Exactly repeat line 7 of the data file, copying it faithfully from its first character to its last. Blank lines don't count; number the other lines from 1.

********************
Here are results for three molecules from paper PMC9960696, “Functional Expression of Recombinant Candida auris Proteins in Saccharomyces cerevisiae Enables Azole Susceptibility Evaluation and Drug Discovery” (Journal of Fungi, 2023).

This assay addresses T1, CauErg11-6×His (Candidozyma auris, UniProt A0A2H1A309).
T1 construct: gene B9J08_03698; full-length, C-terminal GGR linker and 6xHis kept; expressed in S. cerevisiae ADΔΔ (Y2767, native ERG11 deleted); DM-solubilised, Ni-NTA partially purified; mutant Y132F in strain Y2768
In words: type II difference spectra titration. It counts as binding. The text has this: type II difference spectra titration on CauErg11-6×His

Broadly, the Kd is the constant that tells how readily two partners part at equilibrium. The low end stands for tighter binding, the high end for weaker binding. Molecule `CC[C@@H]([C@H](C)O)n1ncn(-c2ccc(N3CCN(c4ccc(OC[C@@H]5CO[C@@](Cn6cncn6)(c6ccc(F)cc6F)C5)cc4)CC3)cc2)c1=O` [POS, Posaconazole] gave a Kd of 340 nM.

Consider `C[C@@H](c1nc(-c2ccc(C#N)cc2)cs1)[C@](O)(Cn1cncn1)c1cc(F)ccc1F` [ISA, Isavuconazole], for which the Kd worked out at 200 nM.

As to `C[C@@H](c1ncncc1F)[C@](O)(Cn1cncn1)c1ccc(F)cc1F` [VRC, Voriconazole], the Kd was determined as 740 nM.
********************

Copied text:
As to `C[C@@H](c1ncncc1F)[C@](O)(Cn1cncn1)c1ccc(F)cc1F` [VRC, Voriconazole], the Kd was determined as 740 nM.